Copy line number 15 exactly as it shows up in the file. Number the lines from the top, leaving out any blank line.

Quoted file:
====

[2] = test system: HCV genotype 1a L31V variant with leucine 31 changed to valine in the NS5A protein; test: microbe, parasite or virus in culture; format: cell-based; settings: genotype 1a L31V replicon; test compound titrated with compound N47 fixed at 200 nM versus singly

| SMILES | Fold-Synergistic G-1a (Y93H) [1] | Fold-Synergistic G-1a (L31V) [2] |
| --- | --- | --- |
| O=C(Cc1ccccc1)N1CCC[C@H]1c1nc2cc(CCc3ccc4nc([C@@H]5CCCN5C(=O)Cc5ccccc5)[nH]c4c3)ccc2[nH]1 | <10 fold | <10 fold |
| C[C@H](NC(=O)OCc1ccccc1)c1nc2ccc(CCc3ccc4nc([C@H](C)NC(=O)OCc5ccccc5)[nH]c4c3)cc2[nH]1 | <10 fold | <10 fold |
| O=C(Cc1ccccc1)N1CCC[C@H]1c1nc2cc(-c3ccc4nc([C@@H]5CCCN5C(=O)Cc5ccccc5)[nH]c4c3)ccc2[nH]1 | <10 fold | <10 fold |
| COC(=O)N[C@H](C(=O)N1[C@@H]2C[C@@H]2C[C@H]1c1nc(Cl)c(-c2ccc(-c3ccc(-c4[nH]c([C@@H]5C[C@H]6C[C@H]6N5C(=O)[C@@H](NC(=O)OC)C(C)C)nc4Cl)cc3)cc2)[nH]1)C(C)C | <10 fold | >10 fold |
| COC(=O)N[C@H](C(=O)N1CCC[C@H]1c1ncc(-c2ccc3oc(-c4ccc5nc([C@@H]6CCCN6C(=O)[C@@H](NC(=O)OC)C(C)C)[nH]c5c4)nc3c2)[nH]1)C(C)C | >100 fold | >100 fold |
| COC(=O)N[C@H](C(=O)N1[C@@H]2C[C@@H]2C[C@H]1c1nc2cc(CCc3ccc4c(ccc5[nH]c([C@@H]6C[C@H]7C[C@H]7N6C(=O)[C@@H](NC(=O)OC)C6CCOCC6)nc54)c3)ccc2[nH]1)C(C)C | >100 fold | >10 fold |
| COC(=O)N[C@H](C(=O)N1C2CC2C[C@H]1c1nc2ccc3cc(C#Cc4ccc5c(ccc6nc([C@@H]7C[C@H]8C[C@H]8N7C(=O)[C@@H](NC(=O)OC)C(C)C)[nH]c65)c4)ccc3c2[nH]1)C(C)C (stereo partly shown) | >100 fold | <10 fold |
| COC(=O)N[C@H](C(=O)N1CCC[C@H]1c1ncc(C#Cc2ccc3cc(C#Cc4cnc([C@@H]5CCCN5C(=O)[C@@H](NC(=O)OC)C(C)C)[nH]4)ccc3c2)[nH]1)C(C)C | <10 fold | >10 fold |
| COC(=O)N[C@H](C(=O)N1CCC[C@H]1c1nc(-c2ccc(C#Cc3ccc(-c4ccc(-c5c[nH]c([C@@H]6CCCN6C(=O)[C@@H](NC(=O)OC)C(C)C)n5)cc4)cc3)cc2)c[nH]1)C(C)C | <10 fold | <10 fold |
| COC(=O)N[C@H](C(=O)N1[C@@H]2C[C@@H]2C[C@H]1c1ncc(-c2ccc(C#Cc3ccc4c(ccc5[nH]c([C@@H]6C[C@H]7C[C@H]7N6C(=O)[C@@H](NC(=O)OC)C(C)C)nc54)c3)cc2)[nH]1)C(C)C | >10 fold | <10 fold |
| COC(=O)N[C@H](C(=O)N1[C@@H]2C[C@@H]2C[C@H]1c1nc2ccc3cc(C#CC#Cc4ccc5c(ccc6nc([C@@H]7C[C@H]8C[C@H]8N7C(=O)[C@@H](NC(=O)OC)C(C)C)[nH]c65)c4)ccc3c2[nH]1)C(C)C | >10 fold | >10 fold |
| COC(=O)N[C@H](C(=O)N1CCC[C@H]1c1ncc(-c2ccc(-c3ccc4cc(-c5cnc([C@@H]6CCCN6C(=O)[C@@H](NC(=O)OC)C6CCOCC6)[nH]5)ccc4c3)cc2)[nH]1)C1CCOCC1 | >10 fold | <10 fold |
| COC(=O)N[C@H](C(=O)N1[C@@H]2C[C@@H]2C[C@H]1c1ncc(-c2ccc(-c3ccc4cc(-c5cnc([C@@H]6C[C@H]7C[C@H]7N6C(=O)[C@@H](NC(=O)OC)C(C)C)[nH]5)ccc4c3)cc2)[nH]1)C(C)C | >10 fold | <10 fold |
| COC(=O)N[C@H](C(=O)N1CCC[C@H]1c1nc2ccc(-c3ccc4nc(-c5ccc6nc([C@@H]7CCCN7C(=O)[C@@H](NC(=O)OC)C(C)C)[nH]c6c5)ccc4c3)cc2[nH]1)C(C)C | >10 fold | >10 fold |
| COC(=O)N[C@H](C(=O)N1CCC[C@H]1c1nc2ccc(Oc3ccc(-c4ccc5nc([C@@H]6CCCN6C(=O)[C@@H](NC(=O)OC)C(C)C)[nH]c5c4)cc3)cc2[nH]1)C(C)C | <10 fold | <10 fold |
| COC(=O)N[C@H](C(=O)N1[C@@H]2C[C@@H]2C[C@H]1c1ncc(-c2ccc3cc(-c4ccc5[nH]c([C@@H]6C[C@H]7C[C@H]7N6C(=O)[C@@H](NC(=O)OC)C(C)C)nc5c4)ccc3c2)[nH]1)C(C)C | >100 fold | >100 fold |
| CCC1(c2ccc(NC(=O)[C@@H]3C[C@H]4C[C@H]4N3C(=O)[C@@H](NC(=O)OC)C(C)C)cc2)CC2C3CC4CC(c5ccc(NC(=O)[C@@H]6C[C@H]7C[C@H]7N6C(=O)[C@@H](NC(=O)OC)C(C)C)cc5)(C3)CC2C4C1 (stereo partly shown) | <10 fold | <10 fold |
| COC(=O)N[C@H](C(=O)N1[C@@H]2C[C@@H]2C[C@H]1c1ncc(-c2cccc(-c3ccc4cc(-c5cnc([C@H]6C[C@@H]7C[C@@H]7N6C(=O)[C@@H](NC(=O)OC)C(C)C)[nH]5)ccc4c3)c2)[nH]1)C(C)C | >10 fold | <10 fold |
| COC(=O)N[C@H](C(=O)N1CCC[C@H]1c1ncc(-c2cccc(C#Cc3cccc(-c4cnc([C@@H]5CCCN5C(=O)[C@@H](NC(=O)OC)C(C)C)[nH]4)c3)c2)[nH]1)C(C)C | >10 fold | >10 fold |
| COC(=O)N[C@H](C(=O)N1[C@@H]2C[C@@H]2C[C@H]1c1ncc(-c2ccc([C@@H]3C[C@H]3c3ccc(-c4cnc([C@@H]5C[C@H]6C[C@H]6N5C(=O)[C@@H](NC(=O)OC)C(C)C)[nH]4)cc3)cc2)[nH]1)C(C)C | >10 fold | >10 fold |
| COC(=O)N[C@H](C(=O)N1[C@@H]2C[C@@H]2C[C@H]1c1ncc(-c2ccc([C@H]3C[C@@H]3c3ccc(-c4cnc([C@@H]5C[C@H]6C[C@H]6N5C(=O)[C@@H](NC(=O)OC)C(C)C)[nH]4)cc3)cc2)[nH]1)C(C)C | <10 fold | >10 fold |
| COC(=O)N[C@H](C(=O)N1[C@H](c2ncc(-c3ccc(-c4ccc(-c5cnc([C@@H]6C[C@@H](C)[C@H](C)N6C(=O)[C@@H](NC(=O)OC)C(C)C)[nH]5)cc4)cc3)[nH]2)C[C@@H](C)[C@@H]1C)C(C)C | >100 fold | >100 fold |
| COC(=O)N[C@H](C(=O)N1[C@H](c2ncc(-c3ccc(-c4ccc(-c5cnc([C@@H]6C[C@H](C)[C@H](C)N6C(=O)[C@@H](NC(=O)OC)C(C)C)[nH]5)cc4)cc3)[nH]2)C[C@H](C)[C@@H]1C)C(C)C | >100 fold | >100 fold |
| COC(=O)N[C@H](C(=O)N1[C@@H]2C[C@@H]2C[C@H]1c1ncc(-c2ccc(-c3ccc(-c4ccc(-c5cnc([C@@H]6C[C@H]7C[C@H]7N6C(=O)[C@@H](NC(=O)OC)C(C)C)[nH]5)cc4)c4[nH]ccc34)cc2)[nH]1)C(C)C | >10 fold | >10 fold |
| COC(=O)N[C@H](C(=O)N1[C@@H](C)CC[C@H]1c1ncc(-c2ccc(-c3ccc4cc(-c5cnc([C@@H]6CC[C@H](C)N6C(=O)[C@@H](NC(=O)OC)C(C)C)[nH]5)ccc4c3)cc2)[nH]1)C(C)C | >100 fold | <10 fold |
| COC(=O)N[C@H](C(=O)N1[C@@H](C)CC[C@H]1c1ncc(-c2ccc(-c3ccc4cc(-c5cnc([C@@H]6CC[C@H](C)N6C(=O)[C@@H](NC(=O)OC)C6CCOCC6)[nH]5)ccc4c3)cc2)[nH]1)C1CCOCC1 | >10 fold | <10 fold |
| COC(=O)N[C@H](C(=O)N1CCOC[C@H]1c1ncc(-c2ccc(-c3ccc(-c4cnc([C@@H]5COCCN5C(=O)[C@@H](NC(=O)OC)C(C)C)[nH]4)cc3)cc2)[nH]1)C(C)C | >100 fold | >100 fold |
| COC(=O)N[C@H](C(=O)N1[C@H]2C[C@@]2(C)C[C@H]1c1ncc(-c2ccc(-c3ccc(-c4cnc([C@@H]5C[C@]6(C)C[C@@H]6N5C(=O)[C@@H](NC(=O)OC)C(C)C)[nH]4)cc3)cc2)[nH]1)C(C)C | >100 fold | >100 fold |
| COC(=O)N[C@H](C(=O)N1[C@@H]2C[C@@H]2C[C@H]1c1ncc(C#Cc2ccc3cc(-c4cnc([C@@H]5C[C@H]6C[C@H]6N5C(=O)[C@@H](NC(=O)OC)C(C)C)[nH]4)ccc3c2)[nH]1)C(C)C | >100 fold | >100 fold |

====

| COC(=O)N[C@H](C(=O)N1CCC[C@H]1c1ncc(-c2ccc(-c3ccc4cc(-c5cnc([C@@H]6CCCN6C(=O)[C@@H](NC(=O)OC)C6CCOCC6)[nH]5)ccc4c3)cc2)[nH]1)C1CCOCC1 | >10 fold | <10 fold |